Sacramento’s turn on the silver screen; Gerwig’s love letter to city breaks down tired genre

“Lady Bird,” Greta Gerwig’s directorial debut, is playing in theaters now, and is a must-see for all Sacramentans. | Photo by Bobby Castagna ·

Bobby Castagna
Staff Writer


If you see any movie this holiday season, it should be “Lady Bird.” Heck, if there is any movie you see in the next six months, it should be “Lady Bird,” because the movie takes a fresh spin on the stale genre of teenage drama-comedies.

If you need more convincing, the film is being talked about as a potential Oscar contender, it’s chock full of Sacramento landmarks and it was written and directed by Sacramento-born Greta Gerwig.

“Lady Bird” is Gerwig’s directorial debut, and the film tells the story of Christine McPherson (played by Saoirse Ronan) a teenager with a fierce sense of independence who insists on being called Lady Bird, a name she gave herself. However, the story is about more than just young adults and their goofy adventures. It instead focuses on the relationship between Lady Bird and her mother, Marion, (played powerfully by Laurie Metcalf).

The relationship dynamic between Lady Bird and Marion is instantly familiar from the opening scene, as the two argue about college plans. The film, set in 2002, follows Lady Bird through her senior year at a Catholic school in Sacramento, and her dreams of going to college on the East Coast. There, she believes she will find a sense of culture missing from her life escaping her hometown is the only way to fulfill that dream.

Marion, on the other hand, thinks Lady Bird needs to learn some responsibility and to get a grip on reality, because she can’t seem to think about anyone but herself. That much is partially true, as evidenced when Lady Bird ditches her best friend Julianne “Julie” Steffans (played by Beanie Feldstein) for popular girl Jenna Walton (Odeya Rush) to get closer to a new love interest.

Marion has her own struggles, not only those that come with raising a rebellious daughter, but also with making ends meet. As she works hard as a nurse, she is also the sole source of income for the family as they hit hard times. Marion feels that she is cast as the role of villain to Lady Bird because her husband Larry (Tracy Letts) always plays the nice-guy parent. It’s clear that Marion loves her family and feels that she has to make tough choices for all of them.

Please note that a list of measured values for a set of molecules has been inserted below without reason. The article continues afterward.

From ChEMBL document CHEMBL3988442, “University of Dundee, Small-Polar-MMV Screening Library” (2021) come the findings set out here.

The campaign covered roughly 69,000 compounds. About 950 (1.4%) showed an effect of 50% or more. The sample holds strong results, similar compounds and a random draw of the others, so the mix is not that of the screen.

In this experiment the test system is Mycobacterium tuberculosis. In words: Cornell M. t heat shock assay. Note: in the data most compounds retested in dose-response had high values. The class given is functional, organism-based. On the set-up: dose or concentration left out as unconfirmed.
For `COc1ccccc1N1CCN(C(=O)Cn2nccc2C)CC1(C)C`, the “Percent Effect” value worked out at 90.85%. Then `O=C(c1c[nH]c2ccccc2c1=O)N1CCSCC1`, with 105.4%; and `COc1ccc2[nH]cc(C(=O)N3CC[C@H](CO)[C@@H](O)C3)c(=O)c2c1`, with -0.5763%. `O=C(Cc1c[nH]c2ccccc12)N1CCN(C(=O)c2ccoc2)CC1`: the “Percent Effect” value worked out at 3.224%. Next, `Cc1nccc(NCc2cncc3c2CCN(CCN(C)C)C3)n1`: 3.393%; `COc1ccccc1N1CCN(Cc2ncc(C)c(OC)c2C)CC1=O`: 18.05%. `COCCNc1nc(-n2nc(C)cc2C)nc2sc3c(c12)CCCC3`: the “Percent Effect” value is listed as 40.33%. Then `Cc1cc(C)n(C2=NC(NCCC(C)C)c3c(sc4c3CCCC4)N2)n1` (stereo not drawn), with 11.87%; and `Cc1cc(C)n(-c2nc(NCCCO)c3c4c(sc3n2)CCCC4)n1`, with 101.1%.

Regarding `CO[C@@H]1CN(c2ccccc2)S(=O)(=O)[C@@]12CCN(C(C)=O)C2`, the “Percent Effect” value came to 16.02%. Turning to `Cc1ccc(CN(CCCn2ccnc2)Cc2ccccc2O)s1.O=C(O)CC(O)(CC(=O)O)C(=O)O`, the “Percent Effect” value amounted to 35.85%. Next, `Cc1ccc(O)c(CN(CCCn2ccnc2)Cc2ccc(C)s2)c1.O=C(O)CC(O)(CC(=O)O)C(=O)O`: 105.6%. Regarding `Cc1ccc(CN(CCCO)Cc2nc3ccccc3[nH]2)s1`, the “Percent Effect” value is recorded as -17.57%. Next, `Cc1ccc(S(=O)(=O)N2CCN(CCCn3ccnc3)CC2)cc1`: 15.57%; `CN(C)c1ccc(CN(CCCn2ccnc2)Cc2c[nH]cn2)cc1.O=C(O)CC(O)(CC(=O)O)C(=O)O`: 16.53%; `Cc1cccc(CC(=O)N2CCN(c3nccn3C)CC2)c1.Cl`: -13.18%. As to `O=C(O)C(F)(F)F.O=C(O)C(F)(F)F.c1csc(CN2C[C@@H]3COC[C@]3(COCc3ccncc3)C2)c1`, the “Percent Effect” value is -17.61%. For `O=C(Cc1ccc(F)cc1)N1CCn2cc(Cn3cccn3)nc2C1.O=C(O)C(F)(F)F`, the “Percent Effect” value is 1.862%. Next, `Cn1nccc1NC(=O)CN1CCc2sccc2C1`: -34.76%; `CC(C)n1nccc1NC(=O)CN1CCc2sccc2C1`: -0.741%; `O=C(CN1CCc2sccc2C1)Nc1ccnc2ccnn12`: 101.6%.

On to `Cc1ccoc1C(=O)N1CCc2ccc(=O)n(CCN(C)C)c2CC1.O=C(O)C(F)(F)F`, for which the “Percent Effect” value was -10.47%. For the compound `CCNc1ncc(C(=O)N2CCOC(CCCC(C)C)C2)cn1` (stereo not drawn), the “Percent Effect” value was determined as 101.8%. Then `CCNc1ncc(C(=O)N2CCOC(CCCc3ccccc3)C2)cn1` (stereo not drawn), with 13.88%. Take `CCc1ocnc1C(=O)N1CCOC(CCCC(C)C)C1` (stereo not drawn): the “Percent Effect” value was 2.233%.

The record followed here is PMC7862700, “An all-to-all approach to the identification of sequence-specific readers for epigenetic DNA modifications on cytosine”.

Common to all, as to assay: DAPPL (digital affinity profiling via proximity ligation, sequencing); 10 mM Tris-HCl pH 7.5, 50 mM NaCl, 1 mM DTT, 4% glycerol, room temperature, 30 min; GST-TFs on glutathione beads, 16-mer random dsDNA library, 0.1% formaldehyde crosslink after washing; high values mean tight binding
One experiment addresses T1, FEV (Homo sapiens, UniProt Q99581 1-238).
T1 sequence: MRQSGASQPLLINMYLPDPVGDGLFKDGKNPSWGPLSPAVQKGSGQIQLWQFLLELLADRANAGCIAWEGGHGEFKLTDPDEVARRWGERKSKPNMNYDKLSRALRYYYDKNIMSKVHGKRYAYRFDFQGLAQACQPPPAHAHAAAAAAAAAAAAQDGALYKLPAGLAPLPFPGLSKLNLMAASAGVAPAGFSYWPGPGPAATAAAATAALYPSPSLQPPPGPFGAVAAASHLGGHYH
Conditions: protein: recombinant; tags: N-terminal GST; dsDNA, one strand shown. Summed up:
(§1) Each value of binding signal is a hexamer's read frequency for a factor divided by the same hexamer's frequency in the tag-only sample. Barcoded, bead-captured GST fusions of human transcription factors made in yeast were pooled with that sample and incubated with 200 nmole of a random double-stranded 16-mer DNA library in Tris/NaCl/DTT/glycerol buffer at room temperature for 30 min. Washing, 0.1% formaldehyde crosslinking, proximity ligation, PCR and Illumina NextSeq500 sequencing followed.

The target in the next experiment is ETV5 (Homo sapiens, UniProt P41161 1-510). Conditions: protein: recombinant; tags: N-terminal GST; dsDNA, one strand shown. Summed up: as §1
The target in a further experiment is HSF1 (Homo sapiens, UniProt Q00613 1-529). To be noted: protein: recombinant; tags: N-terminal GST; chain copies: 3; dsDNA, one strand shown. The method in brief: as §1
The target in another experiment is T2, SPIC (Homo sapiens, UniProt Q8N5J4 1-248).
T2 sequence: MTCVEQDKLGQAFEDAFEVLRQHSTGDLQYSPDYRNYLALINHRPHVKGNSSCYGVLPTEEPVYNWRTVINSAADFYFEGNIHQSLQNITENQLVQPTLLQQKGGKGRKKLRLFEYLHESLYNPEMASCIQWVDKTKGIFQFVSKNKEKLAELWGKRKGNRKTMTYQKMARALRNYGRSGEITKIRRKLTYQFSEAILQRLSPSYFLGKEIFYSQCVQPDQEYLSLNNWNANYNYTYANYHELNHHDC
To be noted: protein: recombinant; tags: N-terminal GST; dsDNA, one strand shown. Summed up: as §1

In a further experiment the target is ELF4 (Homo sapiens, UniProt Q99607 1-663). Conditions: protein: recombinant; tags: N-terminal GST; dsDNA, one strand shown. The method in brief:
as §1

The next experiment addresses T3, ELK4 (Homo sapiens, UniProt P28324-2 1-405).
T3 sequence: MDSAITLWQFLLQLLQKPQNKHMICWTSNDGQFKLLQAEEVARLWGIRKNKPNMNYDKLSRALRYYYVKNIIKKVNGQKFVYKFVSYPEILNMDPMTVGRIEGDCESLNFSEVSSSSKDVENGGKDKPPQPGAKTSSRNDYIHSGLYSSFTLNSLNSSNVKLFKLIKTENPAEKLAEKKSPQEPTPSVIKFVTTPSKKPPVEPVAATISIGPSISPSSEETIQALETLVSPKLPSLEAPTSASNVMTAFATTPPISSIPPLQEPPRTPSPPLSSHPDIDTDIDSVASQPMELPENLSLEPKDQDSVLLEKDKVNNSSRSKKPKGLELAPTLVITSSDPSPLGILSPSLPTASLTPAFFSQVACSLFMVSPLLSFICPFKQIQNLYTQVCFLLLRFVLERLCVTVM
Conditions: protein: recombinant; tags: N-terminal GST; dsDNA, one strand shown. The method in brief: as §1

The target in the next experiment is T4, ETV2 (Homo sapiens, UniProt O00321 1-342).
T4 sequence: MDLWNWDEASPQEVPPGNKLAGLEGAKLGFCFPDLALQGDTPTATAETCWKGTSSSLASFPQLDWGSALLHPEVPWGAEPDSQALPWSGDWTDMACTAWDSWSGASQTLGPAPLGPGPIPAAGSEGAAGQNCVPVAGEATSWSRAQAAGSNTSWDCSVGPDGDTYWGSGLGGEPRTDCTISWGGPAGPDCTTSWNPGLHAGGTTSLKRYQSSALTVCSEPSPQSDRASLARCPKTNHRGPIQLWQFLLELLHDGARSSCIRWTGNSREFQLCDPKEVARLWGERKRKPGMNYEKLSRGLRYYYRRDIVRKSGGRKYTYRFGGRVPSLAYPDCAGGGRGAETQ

One of the strengths of the movie is the development of the minor cast of characters. In the background, their struggles come to life to reveal that Lady Bird’s life has an impact on them. This is what I liked most about the movie, the interweaving of the main character’s story with everyone else’s.

While most of the scenes focus on Lady Bird, there are those parts that peek into the lives of the characters around her; their struggles, their hardships. Danny O’Neill (Lucas Hedges) is one such character who struggles with a secret that he can only really share with Lady Bird. That, to me, is something special about “Lady Bird,” that minor characters have their own struggles that aren’t always apparent to the main characters. It’s a choice that feels true to the teenage experience, a time when it’s easy to be self-centered.

Not only did Gerwig direct “Lady Bird,” she also wrote it. While it’s not an autobiography of Gerwig’s life, she has told interviewers that she drew upon her own life. That makes it feel real.

From the dialogue between characters to the acne visible on Ronan’s face, it all feels natural. Gerwig has an eye for the fine details that pinpoint how bizarre it is to be a teenager.

The movie also captures the feel of life in Sacramento, a town which Lady Bird is trying to escape. Gerwig herself was born and raised in Sacramento, just like the main character. Additionally, most of the scenes were filmed in Sacramento, capturing iconic sights such as the Tower Bridge and the Fab 40s, places familiar to anyone who has spent time here. This gives the film an authentic feel that captures the setting of a real hometown that Lady Bird struggles to fly away from.

Gerwig created a unique movie in “Lady Bird.” It presents the characters as real people with realistic dialogue — and unlike every other movie I’ve seen, it captures the feeling of growing up in Sacramento. The novelty of watching it in the Tower Theatre adds greatly to the sense of nostalgia for Sacramento natives when you suddenly see the theater you’re watching the movie in.

So when others are home visiting you or your family this holiday, or you’ve just got some free time and want to unwind, I highly suggest you see “Lady Bird.” You won’t be disappointed.


Lady Bird is going strong at theaters all over Sacramento, including hourly showings at the Tower Theatre. Check your local newspaper for show times.